Driverless platoons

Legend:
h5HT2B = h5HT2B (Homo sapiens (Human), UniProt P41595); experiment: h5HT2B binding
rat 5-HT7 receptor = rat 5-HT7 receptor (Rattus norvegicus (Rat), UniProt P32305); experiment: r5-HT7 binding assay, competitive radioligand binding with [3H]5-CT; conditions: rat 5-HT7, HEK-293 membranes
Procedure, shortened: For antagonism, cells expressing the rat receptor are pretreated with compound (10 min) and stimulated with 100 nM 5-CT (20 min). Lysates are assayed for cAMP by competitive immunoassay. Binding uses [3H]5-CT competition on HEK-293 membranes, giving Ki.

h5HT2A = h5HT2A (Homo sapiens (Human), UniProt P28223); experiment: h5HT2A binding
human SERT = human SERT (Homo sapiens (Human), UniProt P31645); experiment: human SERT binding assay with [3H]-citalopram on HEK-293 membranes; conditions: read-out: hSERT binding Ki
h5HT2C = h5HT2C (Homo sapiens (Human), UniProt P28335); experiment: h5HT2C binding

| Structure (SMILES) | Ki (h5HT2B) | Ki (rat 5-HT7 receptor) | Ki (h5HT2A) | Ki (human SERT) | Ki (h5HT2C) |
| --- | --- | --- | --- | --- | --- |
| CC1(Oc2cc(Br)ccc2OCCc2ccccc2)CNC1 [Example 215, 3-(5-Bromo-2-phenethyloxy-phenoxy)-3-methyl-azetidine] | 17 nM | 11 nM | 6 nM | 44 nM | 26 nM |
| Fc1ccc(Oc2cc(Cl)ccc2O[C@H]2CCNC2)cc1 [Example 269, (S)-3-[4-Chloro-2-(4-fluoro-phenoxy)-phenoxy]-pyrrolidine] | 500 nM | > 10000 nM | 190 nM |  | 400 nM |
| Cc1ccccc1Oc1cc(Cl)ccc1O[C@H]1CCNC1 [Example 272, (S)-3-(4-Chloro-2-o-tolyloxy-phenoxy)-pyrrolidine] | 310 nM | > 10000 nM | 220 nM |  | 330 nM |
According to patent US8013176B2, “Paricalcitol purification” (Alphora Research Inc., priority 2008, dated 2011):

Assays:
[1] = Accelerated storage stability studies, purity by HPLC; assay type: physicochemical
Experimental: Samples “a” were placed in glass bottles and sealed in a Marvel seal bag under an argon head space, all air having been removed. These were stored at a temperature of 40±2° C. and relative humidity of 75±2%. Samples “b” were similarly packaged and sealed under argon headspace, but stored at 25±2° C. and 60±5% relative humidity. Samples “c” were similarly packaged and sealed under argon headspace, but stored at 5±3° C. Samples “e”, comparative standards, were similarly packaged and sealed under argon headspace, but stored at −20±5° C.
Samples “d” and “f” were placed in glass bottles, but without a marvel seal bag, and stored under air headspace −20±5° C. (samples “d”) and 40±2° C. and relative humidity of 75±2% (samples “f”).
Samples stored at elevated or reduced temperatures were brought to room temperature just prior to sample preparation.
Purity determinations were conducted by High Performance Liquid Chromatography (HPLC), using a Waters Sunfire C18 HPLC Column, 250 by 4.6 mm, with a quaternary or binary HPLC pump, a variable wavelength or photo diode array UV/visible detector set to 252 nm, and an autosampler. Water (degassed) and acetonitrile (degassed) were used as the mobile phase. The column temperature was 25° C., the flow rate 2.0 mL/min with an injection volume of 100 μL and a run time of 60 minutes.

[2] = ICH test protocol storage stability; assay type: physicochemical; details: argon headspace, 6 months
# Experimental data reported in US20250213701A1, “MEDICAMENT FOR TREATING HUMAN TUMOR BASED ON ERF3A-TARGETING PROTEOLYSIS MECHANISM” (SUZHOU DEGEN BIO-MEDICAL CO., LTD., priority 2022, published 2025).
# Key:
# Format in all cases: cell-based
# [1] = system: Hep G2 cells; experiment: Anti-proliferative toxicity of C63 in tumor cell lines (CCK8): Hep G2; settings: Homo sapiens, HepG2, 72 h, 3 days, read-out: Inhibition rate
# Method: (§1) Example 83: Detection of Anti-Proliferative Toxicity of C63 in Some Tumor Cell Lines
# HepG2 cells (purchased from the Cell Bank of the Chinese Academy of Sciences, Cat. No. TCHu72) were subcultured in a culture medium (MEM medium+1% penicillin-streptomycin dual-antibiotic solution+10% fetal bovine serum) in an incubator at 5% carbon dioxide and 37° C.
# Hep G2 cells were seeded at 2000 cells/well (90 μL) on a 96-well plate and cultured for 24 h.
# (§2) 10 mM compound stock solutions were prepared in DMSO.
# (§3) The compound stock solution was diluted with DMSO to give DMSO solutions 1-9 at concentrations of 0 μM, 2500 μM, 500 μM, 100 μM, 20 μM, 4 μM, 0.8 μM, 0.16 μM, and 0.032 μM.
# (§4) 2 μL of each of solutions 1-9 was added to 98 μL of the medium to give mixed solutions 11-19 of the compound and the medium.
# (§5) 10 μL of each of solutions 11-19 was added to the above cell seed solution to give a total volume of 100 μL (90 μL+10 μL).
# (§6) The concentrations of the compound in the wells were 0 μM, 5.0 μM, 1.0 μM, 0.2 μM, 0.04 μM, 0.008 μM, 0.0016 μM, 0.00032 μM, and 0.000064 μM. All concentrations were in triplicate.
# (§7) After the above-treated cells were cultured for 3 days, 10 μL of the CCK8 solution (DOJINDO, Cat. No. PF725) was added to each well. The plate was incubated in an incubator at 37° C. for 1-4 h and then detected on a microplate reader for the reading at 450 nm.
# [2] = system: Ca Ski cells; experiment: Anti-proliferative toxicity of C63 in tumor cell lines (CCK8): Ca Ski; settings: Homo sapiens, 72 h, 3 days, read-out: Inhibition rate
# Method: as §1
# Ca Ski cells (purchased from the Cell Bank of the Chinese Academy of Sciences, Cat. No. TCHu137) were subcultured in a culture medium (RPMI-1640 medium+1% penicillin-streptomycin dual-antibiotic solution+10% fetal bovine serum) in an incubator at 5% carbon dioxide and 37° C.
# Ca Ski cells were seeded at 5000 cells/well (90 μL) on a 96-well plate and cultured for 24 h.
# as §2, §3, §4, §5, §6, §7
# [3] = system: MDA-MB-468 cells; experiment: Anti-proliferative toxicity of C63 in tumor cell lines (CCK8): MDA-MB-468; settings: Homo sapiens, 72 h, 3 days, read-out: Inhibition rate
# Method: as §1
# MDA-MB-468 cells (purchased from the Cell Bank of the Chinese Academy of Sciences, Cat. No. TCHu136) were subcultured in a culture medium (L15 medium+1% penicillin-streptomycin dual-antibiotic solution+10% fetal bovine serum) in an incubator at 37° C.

As driverless cars merge into our transportation system in the coming years, some researchers believe autonomous vehicles may save fuel by trailing each other in large platoons. Like birds and fighter jets flying in formation, or bikers and race car drivers drafting in packs, vehicles experience less aerodynamic drag when they drive close together. But assembling a vehicle platoon to deliver packages between distribution centers, or to transport passengers between stations, requires time. The first vehicle to arrive at a station must wait for others to show up before they can all leave as a platoon, creating inevitable delays. Now MIT engineers have studied a simple vehicle-platooning scenario and determined the best ways to deploy vehicles in order to save fuel and minimize delays. Their analysis, presented this week at the International Workshop on the Algorithmic Foundations of Robotics, shows that relatively simple, straightforward schedules may be the optimal approach for saving fuel and minimizing delays for autonomous vehicle fleets. The findings may also apply to conventional long-distance trucking and even ride-sharing services.”